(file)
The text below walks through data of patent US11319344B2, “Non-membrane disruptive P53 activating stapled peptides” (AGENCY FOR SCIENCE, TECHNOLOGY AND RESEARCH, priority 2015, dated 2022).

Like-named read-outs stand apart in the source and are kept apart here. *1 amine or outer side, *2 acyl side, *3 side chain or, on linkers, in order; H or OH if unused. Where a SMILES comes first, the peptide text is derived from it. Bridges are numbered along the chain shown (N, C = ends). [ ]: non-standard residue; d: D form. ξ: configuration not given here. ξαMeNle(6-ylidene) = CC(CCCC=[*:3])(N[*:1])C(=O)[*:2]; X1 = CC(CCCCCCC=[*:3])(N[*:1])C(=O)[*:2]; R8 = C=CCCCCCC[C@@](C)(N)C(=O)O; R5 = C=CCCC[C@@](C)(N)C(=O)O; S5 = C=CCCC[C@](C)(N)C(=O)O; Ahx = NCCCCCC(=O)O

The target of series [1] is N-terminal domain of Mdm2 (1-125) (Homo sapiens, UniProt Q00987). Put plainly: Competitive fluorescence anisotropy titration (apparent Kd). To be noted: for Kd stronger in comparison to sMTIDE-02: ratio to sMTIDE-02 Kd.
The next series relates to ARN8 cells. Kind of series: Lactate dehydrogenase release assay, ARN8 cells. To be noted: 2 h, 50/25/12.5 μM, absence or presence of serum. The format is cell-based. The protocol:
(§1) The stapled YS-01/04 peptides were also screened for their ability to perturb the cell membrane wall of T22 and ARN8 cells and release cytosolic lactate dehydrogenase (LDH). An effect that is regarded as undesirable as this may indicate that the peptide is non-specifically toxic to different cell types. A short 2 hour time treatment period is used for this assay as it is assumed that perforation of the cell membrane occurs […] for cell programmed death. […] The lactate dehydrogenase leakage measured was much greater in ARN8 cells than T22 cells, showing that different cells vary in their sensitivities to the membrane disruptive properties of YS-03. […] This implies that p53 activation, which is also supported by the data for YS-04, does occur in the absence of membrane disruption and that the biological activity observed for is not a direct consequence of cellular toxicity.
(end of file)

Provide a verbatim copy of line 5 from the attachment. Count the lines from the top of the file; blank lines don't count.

(§1) The stapled YS-01/04 peptides were also screened for their ability to perturb the cell membrane wall of T22 and ARN8 cells and release cytosolic lactate dehydrogenase (LDH). An effect that is regarded as undesirable as this may indicate that the peptide is non-specifically toxic to different cell types. A short 2 hour time treatment period is used for this assay as it is assumed that perforation of the cell membrane occurs […] for cell programmed death. […] The lactate dehydrogenase leakage measured was much greater in ARN8 cells than T22 cells, showing that different cells vary in their sensitivities to the membrane disruptive properties of YS-03. […] This implies that p53 activation, which is also supported by the data for YS-04, does occur in the absence of membrane disruption and that the biological activity observed for is not a direct consequence of cellular toxicity.